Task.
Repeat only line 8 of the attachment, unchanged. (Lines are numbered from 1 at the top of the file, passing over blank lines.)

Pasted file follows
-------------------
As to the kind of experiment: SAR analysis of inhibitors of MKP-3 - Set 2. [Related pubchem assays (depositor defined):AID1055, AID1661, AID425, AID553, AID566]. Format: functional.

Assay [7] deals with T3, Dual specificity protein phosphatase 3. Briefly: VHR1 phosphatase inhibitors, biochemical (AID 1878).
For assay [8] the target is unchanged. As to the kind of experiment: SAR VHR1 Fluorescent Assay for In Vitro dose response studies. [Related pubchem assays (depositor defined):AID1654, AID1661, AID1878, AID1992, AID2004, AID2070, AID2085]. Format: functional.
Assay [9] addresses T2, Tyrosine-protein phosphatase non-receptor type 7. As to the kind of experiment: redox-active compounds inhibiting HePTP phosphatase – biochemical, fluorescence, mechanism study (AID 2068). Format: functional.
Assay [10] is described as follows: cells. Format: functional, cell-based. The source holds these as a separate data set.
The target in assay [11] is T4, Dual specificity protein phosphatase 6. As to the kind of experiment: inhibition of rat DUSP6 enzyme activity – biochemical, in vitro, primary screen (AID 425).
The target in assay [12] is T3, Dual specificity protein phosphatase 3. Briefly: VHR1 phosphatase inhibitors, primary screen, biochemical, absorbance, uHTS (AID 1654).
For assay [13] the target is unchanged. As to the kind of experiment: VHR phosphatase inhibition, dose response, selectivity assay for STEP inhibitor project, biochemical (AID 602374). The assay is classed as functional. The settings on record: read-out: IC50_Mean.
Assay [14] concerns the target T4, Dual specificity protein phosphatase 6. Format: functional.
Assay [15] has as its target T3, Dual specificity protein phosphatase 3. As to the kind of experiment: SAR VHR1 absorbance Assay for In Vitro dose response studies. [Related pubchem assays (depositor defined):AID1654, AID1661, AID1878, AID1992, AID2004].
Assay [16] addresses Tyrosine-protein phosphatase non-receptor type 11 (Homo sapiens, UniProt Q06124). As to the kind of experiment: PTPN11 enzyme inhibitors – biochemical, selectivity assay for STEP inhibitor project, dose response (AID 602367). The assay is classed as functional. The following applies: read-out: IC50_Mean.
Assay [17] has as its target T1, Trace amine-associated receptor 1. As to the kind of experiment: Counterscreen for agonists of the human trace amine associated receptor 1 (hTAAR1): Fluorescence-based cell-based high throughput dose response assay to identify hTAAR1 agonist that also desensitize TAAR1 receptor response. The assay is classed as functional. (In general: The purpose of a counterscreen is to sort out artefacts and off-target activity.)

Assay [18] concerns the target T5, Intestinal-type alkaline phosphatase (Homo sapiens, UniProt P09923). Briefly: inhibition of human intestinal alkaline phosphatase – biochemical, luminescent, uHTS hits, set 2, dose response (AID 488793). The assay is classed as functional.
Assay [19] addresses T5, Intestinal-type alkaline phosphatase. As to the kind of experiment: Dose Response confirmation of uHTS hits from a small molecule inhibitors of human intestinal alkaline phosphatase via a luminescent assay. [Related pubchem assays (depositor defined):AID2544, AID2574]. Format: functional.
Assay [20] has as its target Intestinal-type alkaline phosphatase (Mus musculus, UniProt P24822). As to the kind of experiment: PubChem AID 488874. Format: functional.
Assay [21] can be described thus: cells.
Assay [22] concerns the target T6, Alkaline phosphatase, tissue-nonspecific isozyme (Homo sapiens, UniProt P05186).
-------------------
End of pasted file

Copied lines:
For assay [13] the target is unchanged. As to the kind of experiment: VHR phosphatase inhibition, dose response, selectivity assay for STEP inhibitor project, biochemical (AID 602374). The assay is classed as functional. The settings on record: read-out: IC50_Mean.